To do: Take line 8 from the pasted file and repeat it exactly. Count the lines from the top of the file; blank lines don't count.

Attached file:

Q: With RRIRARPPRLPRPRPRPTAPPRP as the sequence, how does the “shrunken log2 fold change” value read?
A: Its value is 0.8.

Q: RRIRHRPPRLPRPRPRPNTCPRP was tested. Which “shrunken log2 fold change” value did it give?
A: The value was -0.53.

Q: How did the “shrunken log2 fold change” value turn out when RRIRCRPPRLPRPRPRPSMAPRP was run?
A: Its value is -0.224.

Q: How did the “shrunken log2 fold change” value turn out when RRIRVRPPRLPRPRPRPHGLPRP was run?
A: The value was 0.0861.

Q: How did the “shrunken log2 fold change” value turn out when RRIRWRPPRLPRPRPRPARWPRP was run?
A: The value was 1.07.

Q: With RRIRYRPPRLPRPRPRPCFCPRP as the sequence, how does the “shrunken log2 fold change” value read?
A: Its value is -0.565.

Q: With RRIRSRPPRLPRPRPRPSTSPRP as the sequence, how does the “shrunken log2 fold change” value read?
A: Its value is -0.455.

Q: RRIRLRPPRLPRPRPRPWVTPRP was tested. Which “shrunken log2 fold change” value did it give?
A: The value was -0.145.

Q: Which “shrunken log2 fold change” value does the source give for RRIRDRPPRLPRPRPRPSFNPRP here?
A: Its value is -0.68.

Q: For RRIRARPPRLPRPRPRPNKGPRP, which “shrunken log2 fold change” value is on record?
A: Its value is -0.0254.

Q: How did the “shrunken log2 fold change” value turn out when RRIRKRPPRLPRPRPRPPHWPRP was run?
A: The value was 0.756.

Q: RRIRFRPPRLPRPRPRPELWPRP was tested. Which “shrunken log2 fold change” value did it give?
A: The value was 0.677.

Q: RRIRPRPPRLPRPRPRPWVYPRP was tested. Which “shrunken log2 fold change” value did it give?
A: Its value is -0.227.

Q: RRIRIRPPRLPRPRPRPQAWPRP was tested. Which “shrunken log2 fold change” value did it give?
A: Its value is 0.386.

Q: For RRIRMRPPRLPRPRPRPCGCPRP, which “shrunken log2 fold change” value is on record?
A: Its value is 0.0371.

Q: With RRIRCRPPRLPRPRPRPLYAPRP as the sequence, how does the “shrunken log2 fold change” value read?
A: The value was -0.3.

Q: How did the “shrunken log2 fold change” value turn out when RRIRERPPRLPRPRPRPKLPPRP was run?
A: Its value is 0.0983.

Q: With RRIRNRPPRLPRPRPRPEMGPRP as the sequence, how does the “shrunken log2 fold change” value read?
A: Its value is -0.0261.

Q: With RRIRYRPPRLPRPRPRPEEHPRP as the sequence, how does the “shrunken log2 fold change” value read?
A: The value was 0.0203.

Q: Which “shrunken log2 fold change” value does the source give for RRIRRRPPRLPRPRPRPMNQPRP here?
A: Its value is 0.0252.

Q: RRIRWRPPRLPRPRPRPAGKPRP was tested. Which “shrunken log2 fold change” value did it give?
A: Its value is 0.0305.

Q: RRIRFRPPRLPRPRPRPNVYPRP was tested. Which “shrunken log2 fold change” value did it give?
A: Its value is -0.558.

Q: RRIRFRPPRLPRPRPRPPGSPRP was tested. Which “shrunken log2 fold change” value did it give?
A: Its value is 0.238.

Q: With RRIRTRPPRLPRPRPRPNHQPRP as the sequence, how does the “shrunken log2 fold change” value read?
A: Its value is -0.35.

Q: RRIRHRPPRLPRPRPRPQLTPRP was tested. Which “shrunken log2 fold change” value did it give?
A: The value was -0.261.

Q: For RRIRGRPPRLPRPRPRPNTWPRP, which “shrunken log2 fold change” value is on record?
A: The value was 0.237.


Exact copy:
A: The value was 0.0861.